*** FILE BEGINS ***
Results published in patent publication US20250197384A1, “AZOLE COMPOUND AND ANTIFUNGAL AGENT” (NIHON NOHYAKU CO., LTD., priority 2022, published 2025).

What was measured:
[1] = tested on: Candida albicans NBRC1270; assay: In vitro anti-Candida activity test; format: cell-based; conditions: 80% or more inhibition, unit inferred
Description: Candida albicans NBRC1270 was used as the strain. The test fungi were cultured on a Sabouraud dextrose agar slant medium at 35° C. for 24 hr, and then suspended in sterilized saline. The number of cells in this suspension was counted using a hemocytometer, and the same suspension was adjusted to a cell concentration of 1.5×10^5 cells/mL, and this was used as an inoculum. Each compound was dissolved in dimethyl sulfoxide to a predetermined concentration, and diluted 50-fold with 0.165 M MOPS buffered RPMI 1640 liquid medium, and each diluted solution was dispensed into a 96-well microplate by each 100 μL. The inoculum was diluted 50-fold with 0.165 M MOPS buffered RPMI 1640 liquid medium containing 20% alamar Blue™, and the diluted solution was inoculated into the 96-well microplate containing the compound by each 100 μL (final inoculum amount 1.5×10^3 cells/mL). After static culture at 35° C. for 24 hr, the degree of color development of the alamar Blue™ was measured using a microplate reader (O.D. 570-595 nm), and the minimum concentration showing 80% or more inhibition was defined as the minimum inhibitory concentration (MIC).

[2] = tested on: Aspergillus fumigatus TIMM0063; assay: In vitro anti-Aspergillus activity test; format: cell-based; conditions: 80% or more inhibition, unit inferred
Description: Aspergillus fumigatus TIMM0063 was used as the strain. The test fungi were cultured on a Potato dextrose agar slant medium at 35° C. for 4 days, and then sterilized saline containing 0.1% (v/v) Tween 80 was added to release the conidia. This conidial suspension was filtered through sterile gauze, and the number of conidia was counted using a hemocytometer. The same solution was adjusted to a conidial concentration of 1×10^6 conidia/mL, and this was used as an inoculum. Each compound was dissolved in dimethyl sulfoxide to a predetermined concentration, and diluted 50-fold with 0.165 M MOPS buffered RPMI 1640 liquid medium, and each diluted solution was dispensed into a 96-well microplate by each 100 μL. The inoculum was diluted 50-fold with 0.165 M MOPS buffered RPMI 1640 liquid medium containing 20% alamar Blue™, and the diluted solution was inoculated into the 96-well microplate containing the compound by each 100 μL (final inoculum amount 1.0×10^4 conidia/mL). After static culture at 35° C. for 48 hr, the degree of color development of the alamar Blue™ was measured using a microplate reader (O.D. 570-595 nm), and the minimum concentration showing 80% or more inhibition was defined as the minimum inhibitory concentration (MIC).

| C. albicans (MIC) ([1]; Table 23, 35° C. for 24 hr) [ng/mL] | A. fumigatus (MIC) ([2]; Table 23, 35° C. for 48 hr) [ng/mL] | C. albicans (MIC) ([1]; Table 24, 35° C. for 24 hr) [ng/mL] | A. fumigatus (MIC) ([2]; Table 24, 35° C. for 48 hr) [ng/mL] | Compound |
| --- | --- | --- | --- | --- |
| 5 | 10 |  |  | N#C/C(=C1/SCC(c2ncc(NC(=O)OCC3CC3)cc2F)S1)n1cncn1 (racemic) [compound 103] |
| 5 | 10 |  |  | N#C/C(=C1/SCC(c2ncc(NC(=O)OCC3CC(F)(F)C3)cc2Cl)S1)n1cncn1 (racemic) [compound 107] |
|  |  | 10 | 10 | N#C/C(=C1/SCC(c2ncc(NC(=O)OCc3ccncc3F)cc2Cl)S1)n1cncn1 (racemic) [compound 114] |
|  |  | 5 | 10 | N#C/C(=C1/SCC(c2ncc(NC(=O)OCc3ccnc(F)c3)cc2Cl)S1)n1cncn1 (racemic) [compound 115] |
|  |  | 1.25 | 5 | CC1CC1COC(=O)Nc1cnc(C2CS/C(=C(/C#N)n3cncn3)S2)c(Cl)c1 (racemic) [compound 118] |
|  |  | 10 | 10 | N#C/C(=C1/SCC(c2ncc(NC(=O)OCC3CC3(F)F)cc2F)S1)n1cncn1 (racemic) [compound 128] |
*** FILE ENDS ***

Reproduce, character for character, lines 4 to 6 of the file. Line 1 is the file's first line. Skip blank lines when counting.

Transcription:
Description: Candida albicans NBRC1270 was used as the strain. The test fungi were cultured on a Sabouraud dextrose agar slant medium at 35° C. for 24 hr, and then suspended in sterilized saline. The number of cells in this suspension was counted using a hemocytometer, and the same suspension was adjusted to a cell concentration of 1.5×10^5 cells/mL, and this was used as an inoculum. Each compound was dissolved in dimethyl sulfoxide to a predetermined concentration, and diluted 50-fold with 0.165 M MOPS buffered RPMI 1640 liquid medium, and each diluted solution was dispensed into a 96-well microplate by each 100 μL. The inoculum was diluted 50-fold with 0.165 M MOPS buffered RPMI 1640 liquid medium containing 20% alamar Blue™, and the diluted solution was inoculated into the 96-well microplate containing the compound by each 100 μL (final inoculum amount 1.5×10^3 cells/mL). After static culture at 35° C. for 24 hr, the degree of color development of the alamar Blue™ was measured using a microplate reader (O.D. 570-595 nm), and the minimum concentration showing 80% or more inhibition was defined as the minimum inhibitory concentration (MIC).

[2] = tested on: Aspergillus fumigatus TIMM0063; assay: In vitro anti-Aspergillus activity test; format: cell-based; conditions: 80% or more inhibition, unit inferred
Description: Aspergillus fumigatus TIMM0063 was used as the strain. The test fungi were cultured on a Potato dextrose agar slant medium at 35° C. for 4 days, and then sterilized saline containing 0.1% (v/v) Tween 80 was added to release the conidia. This conidial suspension was filtered through sterile gauze, and the number of conidia was counted using a hemocytometer. The same solution was adjusted to a conidial concentration of 1×10^6 conidia/mL, and this was used as an inoculum. Each compound was dissolved in dimethyl sulfoxide to a predetermined concentration, and diluted 50-fold with 0.165 M MOPS buffered RPMI 1640 liquid medium, and each diluted solution was dispensed into a 96-well microplate by each 100 μL. The inoculum was diluted 50-fold with 0.165 M MOPS buffered RPMI 1640 liquid medium containing 20% alamar Blue™, and the diluted solution was inoculated into the 96-well microplate containing the compound by each 100 μL (final inoculum amount 1.0×10^4 conidia/mL). After static culture at 35° C. for 48 hr, the degree of color development of the alamar Blue™ was measured using a microplate reader (O.D. 570-595 nm), and the minimum concentration showing 80% or more inhibition was defined as the minimum inhibitory concentration (MIC).